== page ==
This I’ve learned… nothing is for sure. It’s all by chance, depending upon the circumstance. You may fly high and touch the sun, or fall from grace before you’re done. But this I know and this I’ve learned, if you give it your all you can hold your head high, and shine bright for having the guts to give it a try. It takes bravery, and grit to get to the end and live a life. Whatever you do, don’t half ass it. Pour whatever you’ve got into whatever you find yourself in. It may not make a damned bit of difference, but then again it might. You’ll never know unless you try…
The neglected middle child of mental health can dull your motivation and focus — and it may be the dominant emotion of 2021.
— Read on www.nytimes.com/2021/04/19/well/mind/covid-mental-health-languishing.html
Some good thoughts from the master of thinking again.
“My only hope for my future is I learn to dot the landscape of my life once more with question marks instead of periods. To turn judgments into queries. To turn “this” into “that?” To make every problem a maze. To be like a six-year-old.” ~ James Altucher
“I am losing precious days. I am degenerating into a machine for making money. I am learning nothing in this trivial world of men. I must break away and get out into the mountains to learn the news.” ~ John Muir
The Corona Virus or COVID-19 Pandemic hit the US in February 2020. This quickly escalated into “social distancing “, empty grocery shelves, quarantines and a mass movement for remote work. The global pandemic upended life around the world in 2020, disrupting how people work, attend school, socialize with friends and family, among many other things. But the pandemic wasn’t the only event that shaped the year. Police brutality, deep racial, social and economic division spurred by the effects of social media and , a nonfunctional government led by self interest have pushed the United States into the divided states. Indeed this time feels like the darkest time our nation has had to face for as long as I can remember.
Now as 2020 comes to a close and I read this research on 20 striking findings from 2020 I have the following observations and thoughts. First I’ve enjoyed being able to slow down and be with my lovely wife. It’s been nice to have lunch together and to be close even though we still have our chores that we both need to attend to. I’ve also noticed that time seems to be moving differently, or my perception has changed. Time seems to be moving more quickly than when I worked at the office. Hours and days are flying by. Having studied this in Daniel Pink’s book When The scientific secrets of perfect timing I know that when we don’t have temporal landmarks our internal clocks operate differently. https://www.dakcs.com/what-to-consider-at-the-2018-midpoint/ Because of this, I’m trying to break and get outdoors to help reset my rhythms and relieve some of the stress of being home bound. I’ve also noticed the amount of money that was being spent on transportation and food. So an upside is we’ve able to save some money. But I miss the physical contact of friends and family, and I miss the freedoms of just being able to do whatever. Now even a trip to the store has to be thought about differently.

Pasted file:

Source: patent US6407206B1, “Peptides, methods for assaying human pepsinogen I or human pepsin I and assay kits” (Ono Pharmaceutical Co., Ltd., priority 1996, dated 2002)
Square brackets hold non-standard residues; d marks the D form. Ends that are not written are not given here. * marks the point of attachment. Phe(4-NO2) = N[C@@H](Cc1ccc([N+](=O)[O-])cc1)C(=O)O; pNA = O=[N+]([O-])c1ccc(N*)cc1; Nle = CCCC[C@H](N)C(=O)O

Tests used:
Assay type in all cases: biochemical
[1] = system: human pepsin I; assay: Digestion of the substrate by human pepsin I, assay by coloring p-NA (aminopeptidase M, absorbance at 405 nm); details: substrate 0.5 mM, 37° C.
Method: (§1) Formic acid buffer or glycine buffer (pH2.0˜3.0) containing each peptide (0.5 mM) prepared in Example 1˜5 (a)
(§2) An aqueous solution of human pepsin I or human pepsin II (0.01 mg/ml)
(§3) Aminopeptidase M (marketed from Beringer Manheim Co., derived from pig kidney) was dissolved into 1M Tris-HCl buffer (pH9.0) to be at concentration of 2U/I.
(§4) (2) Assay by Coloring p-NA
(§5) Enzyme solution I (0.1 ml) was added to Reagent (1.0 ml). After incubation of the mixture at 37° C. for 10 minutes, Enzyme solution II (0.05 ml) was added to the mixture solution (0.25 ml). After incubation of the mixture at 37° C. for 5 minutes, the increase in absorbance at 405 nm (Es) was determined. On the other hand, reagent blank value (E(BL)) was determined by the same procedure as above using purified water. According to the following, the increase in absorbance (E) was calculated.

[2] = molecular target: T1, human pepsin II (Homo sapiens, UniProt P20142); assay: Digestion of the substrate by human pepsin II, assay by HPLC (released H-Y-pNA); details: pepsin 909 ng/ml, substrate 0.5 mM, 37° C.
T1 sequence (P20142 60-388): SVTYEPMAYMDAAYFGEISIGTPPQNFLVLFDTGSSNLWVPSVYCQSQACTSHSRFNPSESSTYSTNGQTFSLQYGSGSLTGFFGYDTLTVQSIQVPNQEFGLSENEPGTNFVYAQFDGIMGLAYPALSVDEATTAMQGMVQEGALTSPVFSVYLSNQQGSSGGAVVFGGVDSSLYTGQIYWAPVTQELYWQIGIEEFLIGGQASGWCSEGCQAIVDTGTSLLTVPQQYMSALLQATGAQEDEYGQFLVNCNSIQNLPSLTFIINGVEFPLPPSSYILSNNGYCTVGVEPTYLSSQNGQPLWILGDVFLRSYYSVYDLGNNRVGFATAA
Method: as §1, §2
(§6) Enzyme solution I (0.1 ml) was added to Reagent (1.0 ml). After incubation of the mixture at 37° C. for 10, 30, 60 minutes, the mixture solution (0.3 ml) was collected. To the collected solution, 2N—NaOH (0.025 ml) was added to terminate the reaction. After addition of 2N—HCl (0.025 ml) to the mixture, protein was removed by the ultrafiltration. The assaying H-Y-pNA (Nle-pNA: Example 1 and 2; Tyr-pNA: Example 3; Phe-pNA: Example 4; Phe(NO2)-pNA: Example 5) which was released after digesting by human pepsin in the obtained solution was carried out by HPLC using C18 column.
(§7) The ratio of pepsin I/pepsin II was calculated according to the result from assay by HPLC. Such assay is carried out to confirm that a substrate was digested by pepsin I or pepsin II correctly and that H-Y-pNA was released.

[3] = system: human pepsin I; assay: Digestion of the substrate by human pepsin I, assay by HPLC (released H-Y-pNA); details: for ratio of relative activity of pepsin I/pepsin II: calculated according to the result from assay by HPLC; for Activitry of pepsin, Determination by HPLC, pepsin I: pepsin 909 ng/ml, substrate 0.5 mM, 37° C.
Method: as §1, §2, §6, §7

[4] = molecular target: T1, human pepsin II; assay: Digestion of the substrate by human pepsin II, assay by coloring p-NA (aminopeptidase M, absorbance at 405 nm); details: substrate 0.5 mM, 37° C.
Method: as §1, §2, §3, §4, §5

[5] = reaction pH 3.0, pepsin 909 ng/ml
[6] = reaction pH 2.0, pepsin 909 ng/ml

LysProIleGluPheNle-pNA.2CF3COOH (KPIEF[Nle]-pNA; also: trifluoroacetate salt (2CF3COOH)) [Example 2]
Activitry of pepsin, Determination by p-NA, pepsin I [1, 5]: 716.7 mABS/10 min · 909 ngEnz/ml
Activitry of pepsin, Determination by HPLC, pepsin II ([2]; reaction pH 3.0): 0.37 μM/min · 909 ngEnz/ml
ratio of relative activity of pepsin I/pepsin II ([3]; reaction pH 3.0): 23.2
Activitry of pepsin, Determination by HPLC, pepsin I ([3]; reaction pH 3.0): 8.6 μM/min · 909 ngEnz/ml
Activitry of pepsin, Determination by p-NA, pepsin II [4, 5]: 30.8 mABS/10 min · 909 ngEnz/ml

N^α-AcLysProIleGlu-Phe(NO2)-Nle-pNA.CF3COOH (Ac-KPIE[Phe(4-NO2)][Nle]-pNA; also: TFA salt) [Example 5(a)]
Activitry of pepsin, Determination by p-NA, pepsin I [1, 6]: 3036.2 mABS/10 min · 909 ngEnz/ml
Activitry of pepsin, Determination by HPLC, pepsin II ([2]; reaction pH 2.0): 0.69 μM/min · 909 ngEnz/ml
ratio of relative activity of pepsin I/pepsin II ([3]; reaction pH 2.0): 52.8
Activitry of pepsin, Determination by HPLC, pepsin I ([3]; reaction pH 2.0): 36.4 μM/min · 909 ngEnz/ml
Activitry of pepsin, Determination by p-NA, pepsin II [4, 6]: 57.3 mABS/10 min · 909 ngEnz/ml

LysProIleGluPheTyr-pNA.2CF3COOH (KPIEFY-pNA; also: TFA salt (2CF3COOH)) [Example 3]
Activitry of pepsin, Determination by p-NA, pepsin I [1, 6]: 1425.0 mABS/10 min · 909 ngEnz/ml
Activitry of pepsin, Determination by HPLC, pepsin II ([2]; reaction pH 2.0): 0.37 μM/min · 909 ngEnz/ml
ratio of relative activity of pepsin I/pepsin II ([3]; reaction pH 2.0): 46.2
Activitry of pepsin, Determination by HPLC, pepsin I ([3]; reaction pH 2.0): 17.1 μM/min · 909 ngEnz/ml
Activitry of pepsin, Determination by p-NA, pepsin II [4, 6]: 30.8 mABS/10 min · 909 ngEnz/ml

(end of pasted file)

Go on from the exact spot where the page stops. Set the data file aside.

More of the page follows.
When this all started I had the feeling things would get worse before they get better. That we were headed for more controlled confinement. Shelter in place orders are traditionally used by local officials during or immediately after an emergency, like a mass shooting, chemical spill, or natural disaster. In recent weeks, state and local officials have retooled the measure to help limit the spread of COVID-19 by mandating residents stay in their homes and limit travel to essential trips, like picking up groceries, going to the bank, or receiving medical care. Some shelter in place orders have provisions permitting residents to walk or exercise outside in public spaces, so long as they stay 6 feet away from others.
We’ve seen the closing of nonessential businesses where over three-fourths of Americans have been covered by a shelter in place order.
Forward motion required vision of the future we want to create, But it doesn’t mean we should ignore or try to rewrite our past.
In 1918, an eerily familiar pandemic clenched a deadly grip on humankind. Erroneously referred to as the Spanish-Flu State governments enforced business closures and issued Stay at home orders to slow its spread. For essential outdoor travel, doctors prescribed the use of face masks. By the time the virus finally fizzled out in early 1919, an estimated 50 to 100 million lives had been lost worldwide. In America alone, the death toll reached an estimated 675,000 — more than every war in the 20th century combined. And yet, for the best part of the last century, this deadly killer went all but forgotten.
The reasons for our collective memory lapse are as nuanced as they are numerous. But, it seems to be human nature to focus on what’s in front of us, and right now that seems to be a mobile device streaming crowd sourced information based upon algorithms. Facts, have been twisted in the name of preference. As the Cambridge Analytica scandal exposed Facebook and Google have enormous amounts of data about all of us. This information is used to manipulate and motivate us in a myriad of ways including some of the most basic drivers in human nature our belief systems. Our attention is being captured, and curated to the point I sometimes wonder if we realize the power we’re giving up. The power to think, and to create.